Professor, Public Health
Location: Dependent on Student interest; field sites are available in Kenya and Ethiopia
Estimate Cost: $3500 per person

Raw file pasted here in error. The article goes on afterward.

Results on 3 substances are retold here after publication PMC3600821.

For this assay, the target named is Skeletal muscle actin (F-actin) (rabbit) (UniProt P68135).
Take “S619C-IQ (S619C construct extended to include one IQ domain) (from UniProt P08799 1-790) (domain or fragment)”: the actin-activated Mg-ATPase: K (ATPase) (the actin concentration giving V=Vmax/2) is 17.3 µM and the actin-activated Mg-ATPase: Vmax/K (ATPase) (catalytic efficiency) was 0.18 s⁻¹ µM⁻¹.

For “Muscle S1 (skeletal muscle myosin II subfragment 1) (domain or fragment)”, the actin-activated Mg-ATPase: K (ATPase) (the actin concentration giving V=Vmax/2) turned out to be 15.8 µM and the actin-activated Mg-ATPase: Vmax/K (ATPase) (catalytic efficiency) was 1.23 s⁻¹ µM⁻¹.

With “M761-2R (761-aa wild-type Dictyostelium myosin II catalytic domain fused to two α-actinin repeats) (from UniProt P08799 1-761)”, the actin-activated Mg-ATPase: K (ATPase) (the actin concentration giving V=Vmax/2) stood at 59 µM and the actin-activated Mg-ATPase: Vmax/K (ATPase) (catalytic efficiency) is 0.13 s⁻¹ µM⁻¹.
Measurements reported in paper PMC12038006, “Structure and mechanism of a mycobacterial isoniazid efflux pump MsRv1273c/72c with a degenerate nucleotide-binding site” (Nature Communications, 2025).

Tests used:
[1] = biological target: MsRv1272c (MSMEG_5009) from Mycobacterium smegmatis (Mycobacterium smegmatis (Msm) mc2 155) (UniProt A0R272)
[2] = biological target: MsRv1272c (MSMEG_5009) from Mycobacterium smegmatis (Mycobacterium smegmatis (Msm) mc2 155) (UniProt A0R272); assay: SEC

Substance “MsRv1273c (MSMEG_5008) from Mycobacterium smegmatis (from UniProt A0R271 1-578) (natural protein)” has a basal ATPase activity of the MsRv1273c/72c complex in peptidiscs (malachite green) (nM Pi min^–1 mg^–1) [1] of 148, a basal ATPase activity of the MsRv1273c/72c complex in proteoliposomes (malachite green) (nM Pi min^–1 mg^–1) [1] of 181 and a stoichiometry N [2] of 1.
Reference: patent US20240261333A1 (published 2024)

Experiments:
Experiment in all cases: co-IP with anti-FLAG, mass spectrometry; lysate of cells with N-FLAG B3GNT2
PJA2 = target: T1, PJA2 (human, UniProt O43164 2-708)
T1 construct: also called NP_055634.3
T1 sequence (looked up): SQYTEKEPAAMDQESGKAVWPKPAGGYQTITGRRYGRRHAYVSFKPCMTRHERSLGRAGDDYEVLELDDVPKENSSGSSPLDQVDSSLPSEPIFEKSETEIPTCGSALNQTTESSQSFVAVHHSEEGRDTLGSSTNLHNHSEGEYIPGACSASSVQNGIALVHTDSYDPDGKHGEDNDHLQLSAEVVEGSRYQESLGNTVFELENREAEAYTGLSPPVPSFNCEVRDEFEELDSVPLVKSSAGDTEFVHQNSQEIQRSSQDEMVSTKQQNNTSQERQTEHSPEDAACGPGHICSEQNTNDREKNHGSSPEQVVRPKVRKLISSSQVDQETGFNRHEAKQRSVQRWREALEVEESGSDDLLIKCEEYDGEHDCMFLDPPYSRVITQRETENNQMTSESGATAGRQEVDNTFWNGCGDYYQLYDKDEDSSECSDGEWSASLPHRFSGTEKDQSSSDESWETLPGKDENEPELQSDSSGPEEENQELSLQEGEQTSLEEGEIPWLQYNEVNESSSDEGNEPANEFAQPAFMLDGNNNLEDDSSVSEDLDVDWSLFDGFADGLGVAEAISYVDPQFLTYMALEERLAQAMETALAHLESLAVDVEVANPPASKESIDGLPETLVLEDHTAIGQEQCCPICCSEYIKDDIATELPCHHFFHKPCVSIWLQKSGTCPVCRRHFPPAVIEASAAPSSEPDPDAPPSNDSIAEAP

Malaria is a major public health problem in sub-Saharan Africa. The East African highlands (1,500m above sea level) were either free of malaria or had very low incidences; however, since late 1980s malaria epidemics have frequently occurred in some highland areas. We examine the mechanisms leading to the resurgence of malaria in African high-elevation areas, including climate, land use, topography and antimalarial drug resistance in the Plasmodium parasites. We found that deforestation and swamp reclamation affect microclimatic and nutritional conditions of larval habitats, increase the survivorship of malaria vectors at larval and adult stages, shorten the development time of malaria parasites, and significantly increase mosquito vectorial capacity. We are developing models to predict the spread of malaria infections in an epidemic, and evaluating new malaria vector control methods for outdoor transmission control.